Laguna Beach braces for far-right rally Sunday at Main Beach

Laguna Beach is bracing for a far-right rally Sunday at Main Beach, which sparked a counter-protest against racism on Saturday.

A group of about 300 people from around Orange County gathered in Laguna Beach on Saturday as a preemptive response to the far-right rally.

That event is scheduled for Sunday evening. Right-wing activists say it is designed to focus attention on what they say are victims who have died because of DUI accidents and gang-related crimes from people living illegally in the U.S. Organizers said the rally also will protest “cheap labor” from immigrants here illegally.

The last anti-illegal immigration demonstration in Laguna Beach was on July 30, when protesters called for erecting a wall on the U.S.-Mexico border. There were no arrests associated with that or the previous two rallies held in the city by the group, according to Laguna Beach police Sgt. Jim Cota.

The counter-protesters called their demonstration of solidarity and strength before the America First! rally.


Saturday’s event, officially dubbed “From Charlottesville to Laguna Beach: We Stand Together,” began at 10 a.m. with about 150 people listening to speakers and standing along Coast Highway. The crowd grew to an estimated 300 people at its peak before it dispersed around 12:15 p.m.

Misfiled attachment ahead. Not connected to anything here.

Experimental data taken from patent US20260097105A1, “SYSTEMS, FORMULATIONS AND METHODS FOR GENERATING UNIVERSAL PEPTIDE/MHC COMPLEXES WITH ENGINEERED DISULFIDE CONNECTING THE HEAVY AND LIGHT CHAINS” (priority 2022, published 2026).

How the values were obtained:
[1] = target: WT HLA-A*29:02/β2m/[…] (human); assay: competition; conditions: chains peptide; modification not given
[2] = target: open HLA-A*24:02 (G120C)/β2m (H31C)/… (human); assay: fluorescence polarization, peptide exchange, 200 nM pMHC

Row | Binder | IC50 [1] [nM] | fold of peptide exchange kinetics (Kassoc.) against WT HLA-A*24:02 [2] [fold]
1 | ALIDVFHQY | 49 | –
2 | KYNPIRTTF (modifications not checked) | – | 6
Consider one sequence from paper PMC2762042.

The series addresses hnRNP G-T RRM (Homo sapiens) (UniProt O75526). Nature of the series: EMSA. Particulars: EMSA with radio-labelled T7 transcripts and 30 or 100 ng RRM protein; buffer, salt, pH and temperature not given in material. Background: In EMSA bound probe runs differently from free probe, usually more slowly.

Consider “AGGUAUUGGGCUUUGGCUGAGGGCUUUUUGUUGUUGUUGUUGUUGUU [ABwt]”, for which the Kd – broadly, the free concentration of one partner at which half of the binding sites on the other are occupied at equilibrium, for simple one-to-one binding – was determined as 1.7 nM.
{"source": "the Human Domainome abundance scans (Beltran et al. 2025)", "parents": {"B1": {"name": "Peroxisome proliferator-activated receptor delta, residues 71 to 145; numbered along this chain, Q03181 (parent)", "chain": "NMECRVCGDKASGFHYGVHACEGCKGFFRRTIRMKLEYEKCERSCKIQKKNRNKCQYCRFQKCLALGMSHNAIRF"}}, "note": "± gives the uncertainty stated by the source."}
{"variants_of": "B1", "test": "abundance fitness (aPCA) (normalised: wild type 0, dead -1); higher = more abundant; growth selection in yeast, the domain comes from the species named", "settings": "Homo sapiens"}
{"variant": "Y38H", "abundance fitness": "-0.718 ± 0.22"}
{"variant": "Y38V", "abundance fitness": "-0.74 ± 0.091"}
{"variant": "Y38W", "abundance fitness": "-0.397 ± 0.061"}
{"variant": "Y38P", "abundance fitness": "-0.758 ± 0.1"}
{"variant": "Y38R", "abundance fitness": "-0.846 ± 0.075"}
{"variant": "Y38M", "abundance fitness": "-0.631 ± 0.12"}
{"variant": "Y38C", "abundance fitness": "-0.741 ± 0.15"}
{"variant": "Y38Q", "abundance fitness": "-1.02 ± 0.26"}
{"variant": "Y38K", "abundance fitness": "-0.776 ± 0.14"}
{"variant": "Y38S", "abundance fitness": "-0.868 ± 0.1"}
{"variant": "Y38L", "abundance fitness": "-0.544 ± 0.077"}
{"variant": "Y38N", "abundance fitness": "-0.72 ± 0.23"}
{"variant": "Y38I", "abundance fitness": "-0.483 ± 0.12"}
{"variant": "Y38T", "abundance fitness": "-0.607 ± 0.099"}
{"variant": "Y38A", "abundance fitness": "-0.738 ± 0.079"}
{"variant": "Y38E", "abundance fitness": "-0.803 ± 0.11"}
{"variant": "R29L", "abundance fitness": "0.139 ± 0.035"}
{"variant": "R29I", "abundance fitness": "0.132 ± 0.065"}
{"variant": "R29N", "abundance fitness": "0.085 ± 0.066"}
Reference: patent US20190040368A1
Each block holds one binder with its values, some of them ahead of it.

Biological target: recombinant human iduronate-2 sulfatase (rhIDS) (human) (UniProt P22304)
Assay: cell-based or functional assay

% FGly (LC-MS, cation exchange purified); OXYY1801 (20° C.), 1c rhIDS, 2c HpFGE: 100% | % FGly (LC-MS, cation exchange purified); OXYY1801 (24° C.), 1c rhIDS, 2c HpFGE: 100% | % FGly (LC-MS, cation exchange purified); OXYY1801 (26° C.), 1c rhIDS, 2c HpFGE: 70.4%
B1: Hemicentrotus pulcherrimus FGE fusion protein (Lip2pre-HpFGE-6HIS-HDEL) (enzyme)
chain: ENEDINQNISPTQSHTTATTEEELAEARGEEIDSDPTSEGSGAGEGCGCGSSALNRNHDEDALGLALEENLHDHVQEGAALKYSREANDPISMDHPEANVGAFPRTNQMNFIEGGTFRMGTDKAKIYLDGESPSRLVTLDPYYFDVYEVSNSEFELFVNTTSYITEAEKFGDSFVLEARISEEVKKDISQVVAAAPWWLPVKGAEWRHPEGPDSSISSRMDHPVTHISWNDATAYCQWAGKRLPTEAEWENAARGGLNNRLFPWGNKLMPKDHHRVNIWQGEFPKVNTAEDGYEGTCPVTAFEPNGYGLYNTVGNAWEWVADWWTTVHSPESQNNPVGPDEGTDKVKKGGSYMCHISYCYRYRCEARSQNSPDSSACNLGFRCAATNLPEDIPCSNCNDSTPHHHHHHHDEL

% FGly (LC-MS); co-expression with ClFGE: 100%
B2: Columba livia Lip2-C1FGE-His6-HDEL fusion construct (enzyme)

According to a Facebook post announcing the rally, it was organized by Indivisible OC 48, Indivisible OC 46 — two groups that have protested President Trump and conservative Orange County politicians — and Laguna Beach Mayor Toni Iseman.

“Tell your friends that being here today means you won’t be dancing with the bad guys tomorrow,” Iseman told the crowd. “They want a fight; we’re not going to engage.”

The demonstrators were met primarily by drivers honking in support as they stood along Coast Highway with an array of signs.

Brittany DeArmond stood silently on the grass holding a sign that read “Can’t We All Just Get Along?” in a variety of bright colors and a scattering of pink hearts and American flags.

She said she had traveled from Irvine for the rally because she felt powerless after a woman was killed Aug. 12 while protesting a white supremacist rally in Charlottesville, Va.

“We should all be treated fairly,” DeArmond said, “not based on what we look like. All people have hurt and all people have happiness.”

Another sign said, “Make America Human Again.” Some focused on the country’s history of fighting Nazis and fascism during World War II.

At various times the crowd shouted, “Show me what democracy looks like; this is what democracy looks like.” Other chants denounced racism.


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